- The growing role of AI in healthcare
- Tiny teeth-brushing robots – an innovation in dental care?
- Can deep learning algorithms treat brain disorders?
- The wheelchair of the future
- Personalised meals optimised for nutrition
- The gardens that grow bioengineered food
Healthcare is a field that has progressed continually since the dawn of time. In recent decades, however, the quality of healthcare and medical treatments have improved exponentially, with seismic leaps in medical knowledge happening in just the last few years. Based on current trends, we can expect the years ahead to offer huge developments and discoveries in healthcare. As well as the constant invention of new medicines, advances in AI, bioengineering, and other types of technology are revolutionising healthcare – both in terms of preventing illnesses and in treating them. Detecting illnesses and conditions is also happening earlier and earlier due to the rapidly increasing accuracy of diagnostic tools. For example, vitamin deficiencies and food intolerances can be detected in our blood, and cancers and heart disease in our saliva. The increasingly widespread accessibility of useful health-related data – such as the metrics related to heart rate, activity, and sleep quality generated by smartphones and smart fitness trackers – is another significant factor. Combined with data analytics, advanced AI, and improved medical treatments, the need for human doctors to make decisions could in the future very well be reduced or even eliminated altogether.
The growing role of AI in healthcare
Although human experts play a critical role in healthcare, AI also has its distinct benefits, and this is becoming more and more apparent. One area in which AI offers key advantages is in diagnostics. The ability of AI algorithms to detect patterns in health-related data and instantly flag potentially-significant anomalies is unmatched by humans. AI can also cross-reference data with that of countless other patients and cases in a matter of seconds, increasing the accuracy of its diagnoses. Some tests conclude AI to be accurate in diagnoses 87 per cent of the time, compared to humans’ accuracy of 86 per cent. Taiwanese writer and computer scientist Kai-Fu Lee states: “The crux of diagnosis involves collecting data (symptoms, medical history, environmental factors) and predicting the phenomena correlated with them (an illness). This act of seeking out various correlations and making predictions is exactly what deep learning excels at”. Healthcare technology by IBM Watson has even reached 99 per cent accuracy when it comes to diagnosing cancer.
Because of these advantages, the number of hospitals in the US using AI has tripled in the last two years. The global healthcare AI market was worth an estimated 10 to 11 billion USD in 2021, but is forecast to reach almost 190 billion USD by the end of this decade – a staggering figure. However, public opinion is divided on AI in healthcare. A survey by the Yale Cancer Centre found that over half of respondents believed AI would improve healthcare, although most also expressed concerns over privacy, misdiagnosis, higher costs, and reduced access to clinicians. The number of sceptical respondents belonging to racial minorities was higher than other demographics, possibly due to concerns that AI may learn and repeat existing negative biases in the humans that programme them. Healthcare leaders are more optimistic about healthcare AIs, with a KPMG survey revealing that nine out of ten believe that it is already improving efficiency and patient access. Despite public concerns, it seems likely that the role of AI in healthcare will continue to grow. It isn’t inconceivable that one day AI could use an even wider range of data to predict current or future health conditions, such as the data on our fitness trackers and the food products in our online grocery shopping carts.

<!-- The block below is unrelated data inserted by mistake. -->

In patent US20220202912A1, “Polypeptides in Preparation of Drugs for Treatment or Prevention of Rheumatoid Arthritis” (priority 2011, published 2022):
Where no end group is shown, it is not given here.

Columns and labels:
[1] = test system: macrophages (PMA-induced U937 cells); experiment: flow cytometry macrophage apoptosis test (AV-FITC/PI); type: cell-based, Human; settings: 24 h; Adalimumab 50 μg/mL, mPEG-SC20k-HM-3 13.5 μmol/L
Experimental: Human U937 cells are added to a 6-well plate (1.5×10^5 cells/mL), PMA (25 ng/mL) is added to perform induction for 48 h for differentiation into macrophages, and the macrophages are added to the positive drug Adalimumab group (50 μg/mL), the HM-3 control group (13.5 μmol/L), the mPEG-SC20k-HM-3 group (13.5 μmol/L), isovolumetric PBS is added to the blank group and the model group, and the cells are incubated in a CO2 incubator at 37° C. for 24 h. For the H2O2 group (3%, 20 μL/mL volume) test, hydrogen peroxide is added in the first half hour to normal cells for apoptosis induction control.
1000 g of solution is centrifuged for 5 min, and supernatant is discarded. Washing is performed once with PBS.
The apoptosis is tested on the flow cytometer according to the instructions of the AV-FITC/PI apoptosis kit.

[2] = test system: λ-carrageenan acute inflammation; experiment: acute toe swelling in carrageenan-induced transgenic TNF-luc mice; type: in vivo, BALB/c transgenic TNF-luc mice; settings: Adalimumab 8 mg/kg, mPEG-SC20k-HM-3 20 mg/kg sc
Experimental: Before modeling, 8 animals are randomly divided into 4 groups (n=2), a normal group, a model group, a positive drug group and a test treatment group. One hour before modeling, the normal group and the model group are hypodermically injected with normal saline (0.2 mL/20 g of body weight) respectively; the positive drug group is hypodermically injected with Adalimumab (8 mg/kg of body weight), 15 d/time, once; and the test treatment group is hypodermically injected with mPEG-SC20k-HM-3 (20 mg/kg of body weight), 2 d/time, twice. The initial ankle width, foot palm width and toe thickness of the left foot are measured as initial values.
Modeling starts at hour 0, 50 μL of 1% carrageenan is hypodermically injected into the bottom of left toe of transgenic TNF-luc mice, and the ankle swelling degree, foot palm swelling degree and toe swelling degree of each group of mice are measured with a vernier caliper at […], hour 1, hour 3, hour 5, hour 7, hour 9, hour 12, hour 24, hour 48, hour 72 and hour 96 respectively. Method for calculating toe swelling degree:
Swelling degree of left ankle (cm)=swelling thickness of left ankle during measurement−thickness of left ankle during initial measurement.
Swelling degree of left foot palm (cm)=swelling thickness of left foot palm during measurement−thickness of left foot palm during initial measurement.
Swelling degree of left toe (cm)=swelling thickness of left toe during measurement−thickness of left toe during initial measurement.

Tiny teeth-brushing robots – an innovation in dental care?
A collaboration between the University of Pennsylvania’s School of Dental Medicine and its School of Engineering and Applied Science has explored the possibility of using microrobots for dental hygiene. The system uses “iron oxide nanoparticles that have both catalytic and magnetic activity.” These can be directed by magnetic fields to assemble in different forms – a bristle-like structure or a floss-like string, for example – and remove dental plaque and food particles from the surfaces of the teeth or the tiny gaps between them. The nanoparticles also produce antimicrobials that kill bacteria. The swarm-like nature of the particles enables them to be personalised to each user’s mouth, unlike the generic, one-size-fits-all toothbrushes we use today.
Looking after your teeth is traditionally a process that involves brushing, flossing, and rinsing, but this system can do all three simultaneously. The researchers tested this system on both 3D-printed tooth models and real teeth, and found it highly promising. The microrobots removed all detectable pathogens from teeth and surfaces without damaging the tissue of the gums. They have even been approved by the FDA, meaning that they could come into use in the not-too-distant future. These microrobots could not only improve dental hygiene for the masses, but could also help people with disabilities who would otherwise struggle to take care of their teeth. In the words of Hyun (Michel) Koo, a University of Pennsylvania professor of orthodontics and the study’s co-author: “Routine oral care is cumbersome and can pose challenges for many people, especially those who have a hard time cleaning their teeth.”